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Nantglyn turbine developer intends to appeal  

A wind farm developer has revealed it will appeal if its bid to build 16 turbines is turned down by a council next week.

Denbighshire’s planning committee has already rejected Windpower Wales’ application to build 16 turbines, each 100m tall, next to the current Tir Mostyn site near Llyn Brenig.

They have also turned down a bid by Tegni Cymru Cyf to erect 13 turbines on the outskirts of Nantglyn.

However, local authority officers decided to refer the applications to full council, who meet on Tuesday, after being warned that costs could be awarded against the council if either company appealed against refusal to the Welsh Assembly and won.

Now Windpower Wales director Eryl Vaughan has revealed his firm will make a challenge if the full council decide to turn down the application.

In a press statement he said: “We hope that, as our proposal fits squarely in local and national policies, has the support of Denbighshire County Council’s own professional advisors and of many residents, that councillors see fit to consent the project.

“We would far rather this matter could be concluded at local level and we’re sure the Council would prefer not to go through the appeal procedure with its inherent costs either.”

Nantglyn resident Jane Yorke claimed however that the possible financial cost to the local authority was overshadowed by a greater, environmental cost.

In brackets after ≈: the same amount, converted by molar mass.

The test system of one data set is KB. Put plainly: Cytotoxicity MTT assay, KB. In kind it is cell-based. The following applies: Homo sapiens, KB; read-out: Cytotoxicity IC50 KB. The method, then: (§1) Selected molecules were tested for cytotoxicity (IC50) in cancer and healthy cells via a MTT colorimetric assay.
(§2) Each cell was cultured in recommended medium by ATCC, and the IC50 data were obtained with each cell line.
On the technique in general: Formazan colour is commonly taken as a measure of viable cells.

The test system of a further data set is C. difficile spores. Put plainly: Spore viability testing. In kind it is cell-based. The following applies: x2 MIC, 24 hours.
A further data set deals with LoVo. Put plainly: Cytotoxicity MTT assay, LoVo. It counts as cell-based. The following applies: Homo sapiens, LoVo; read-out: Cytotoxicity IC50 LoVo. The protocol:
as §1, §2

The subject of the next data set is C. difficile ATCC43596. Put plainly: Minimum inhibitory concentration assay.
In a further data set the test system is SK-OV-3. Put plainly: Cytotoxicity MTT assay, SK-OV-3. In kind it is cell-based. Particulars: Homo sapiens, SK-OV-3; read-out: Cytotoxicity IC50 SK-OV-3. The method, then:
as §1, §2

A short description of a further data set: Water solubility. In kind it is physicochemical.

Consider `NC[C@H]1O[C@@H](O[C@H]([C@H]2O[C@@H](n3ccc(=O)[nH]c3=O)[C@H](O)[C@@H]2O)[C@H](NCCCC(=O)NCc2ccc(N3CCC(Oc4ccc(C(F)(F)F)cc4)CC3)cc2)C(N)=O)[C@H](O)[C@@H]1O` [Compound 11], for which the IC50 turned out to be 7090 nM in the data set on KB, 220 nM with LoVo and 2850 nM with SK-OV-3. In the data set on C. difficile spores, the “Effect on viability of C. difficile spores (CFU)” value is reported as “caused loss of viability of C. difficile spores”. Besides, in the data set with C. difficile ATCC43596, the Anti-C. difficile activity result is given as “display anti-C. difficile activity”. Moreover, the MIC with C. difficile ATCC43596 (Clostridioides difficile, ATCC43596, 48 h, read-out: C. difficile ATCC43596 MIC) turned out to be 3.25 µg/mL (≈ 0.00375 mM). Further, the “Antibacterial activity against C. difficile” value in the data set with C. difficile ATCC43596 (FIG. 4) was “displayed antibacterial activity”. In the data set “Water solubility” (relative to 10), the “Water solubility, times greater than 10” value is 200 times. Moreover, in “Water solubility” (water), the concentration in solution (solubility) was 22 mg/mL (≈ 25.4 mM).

“There has been almost no mention on the other hand of the guaranteed costs to the county if these developments do go ahead in lost tourism, flood defence/damage costs, rate reduction and potential litigation against the county for all manner of potential problems associated with these developments,” she said.

“We need to get real, reduce energy consumption and drop these high profile, expensive and pointless wind farm developments. The residents of Nantglyn and the surrounding area will fight on.”

TAN 8 (Technical Advice Note 8), guidelines produced by the Welsh Assembly state that within a Strategic Search Area the implicit aim is to accept wind farm developments in spite of physical changes to the countryside.

But county council cabinet member Paul Marfleet, also a Nantglyn resident, claimed TAN 8 needed to be reviewed.

He said: “We are heading for a major environmental calamity in Wales. The Welsh Assembly Government issued TAN 8 to local planning authorities. They consulted on it but ignored all the consultation.”

By Matt Sims

The Vale Advertiser

22 February 2008

This article is the work of the source indicated. Any opinions expressed in it are not necessarily those of National Wind Watch.

The copyright of this article resides with the author or publisher indicated. As part of its noncommercial effort to present the environmental, social, scientific, and economic issues of large-scale wind power development to a global audience seeking such information, National Wind Watch endeavors to observe “fair use” as provided for in section 107 of U.S. Copyright Law and similar “fair dealing” provisions of the copyright laws of other nations. Send requests to excerpt, general inquiries, and comments via e-mail.

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